Although most of the concepts the Buddha taught can be deduced logically, some are difficult to discover without profound insight like the Buddha’s. When Buddha Sakyamuni was propagating the Dharma, he also said it is difficult for an ordinary person to observe and understand cause and effect. Thus, before we reach a certain level of wisdom, it is best not to inspect the workings of cause and effect. Even if we try, we will not be able to come to any conclusion; we might even raise doubt over its validity.
Once there is doubt, we might act in our own interest without regard to the law and moral conduct; thinking others are unaware of our true intention, we bring harm and injury to them. If we genuinely believe in and respect cause and effect, we will be fearful of committing transgressions. This is because there is no connection between “cause and effect” and “whether others know our true intention.” When we commit a transgression, this action, like a seed, is stored and will one day mature. No one is spared at the time it matures; where there is cause, there is effect – that is the objective reality. Without cause and effect to restrain us, our moral standards will decline to even beyond the bottom line. This will create even greater alienation among people and generate a lot of problems for society. Therefore, we should believe in cause and effect, and practice the ten virtues.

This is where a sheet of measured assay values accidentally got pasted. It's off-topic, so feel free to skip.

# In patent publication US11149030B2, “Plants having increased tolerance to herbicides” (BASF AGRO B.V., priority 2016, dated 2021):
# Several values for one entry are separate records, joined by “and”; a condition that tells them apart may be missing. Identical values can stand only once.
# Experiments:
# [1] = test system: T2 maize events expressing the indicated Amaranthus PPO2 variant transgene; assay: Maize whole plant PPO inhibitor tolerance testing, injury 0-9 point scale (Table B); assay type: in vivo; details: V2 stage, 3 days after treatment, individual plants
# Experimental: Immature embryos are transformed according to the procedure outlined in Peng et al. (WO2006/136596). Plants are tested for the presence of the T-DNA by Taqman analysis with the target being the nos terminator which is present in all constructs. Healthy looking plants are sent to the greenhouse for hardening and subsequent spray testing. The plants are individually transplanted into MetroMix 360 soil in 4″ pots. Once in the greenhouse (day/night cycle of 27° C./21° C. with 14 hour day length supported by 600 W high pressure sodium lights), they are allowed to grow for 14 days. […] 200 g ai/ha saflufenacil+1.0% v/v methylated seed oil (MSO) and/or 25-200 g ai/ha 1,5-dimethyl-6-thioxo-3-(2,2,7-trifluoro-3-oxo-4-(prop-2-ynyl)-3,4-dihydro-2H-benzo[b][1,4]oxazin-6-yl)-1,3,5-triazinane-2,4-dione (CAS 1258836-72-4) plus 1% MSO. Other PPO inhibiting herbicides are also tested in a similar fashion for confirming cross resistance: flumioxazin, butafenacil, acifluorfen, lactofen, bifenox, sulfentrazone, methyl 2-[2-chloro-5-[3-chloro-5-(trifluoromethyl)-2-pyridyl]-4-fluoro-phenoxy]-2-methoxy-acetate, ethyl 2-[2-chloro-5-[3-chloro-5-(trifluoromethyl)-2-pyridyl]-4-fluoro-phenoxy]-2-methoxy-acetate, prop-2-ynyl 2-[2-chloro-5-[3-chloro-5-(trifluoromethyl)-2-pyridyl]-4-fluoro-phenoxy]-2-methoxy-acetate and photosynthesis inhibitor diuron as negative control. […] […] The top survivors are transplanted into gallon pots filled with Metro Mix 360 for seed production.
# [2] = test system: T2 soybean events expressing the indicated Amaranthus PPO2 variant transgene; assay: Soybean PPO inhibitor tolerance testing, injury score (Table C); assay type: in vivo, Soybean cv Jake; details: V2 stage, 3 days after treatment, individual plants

~Depicted from ARE YOU READY FOR HAPPINESS - Spiritual Equipment for Modern Times